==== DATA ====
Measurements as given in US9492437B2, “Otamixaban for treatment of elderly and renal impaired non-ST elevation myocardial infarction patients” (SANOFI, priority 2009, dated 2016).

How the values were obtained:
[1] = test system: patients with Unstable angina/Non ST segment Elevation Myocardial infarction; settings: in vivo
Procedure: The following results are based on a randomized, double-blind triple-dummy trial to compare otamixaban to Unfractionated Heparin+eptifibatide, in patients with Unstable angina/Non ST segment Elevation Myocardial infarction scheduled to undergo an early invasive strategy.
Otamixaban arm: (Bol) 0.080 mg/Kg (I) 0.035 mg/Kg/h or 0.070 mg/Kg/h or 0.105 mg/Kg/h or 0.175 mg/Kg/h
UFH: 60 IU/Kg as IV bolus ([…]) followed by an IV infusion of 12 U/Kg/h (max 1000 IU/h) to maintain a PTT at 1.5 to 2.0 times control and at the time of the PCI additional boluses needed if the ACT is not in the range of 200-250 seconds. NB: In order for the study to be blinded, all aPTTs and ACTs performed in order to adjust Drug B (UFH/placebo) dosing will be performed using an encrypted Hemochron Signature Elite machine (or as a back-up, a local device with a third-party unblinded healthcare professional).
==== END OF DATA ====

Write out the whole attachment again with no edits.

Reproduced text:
Measurements as given in US9492437B2, “Otamixaban for treatment of elderly and renal impaired non-ST elevation myocardial infarction patients” (SANOFI, priority 2009, dated 2016).

How the values were obtained:
[1] = test system: patients with Unstable angina/Non ST segment Elevation Myocardial infarction; settings: in vivo
Procedure: The following results are based on a randomized, double-blind triple-dummy trial to compare otamixaban to Unfractionated Heparin+eptifibatide, in patients with Unstable angina/Non ST segment Elevation Myocardial infarction scheduled to undergo an early invasive strategy.
Otamixaban arm: (Bol) 0.080 mg/Kg (I) 0.035 mg/Kg/h or 0.070 mg/Kg/h or 0.105 mg/Kg/h or 0.175 mg/Kg/h
UFH: 60 IU/Kg as IV bolus ([…]) followed by an IV infusion of 12 U/Kg/h (max 1000 IU/h) to maintain a PTT at 1.5 to 2.0 times control and at the time of the PCI additional boluses needed if the ACT is not in the range of 200-250 seconds. NB: In order for the study to be blinded, all aPTTs and ACTs performed in order to adjust Drug B (UFH/placebo) dosing will be performed using an encrypted Hemochron Signature Elite machine (or as a back-up, a local device with a third-party unblinded healthcare professional).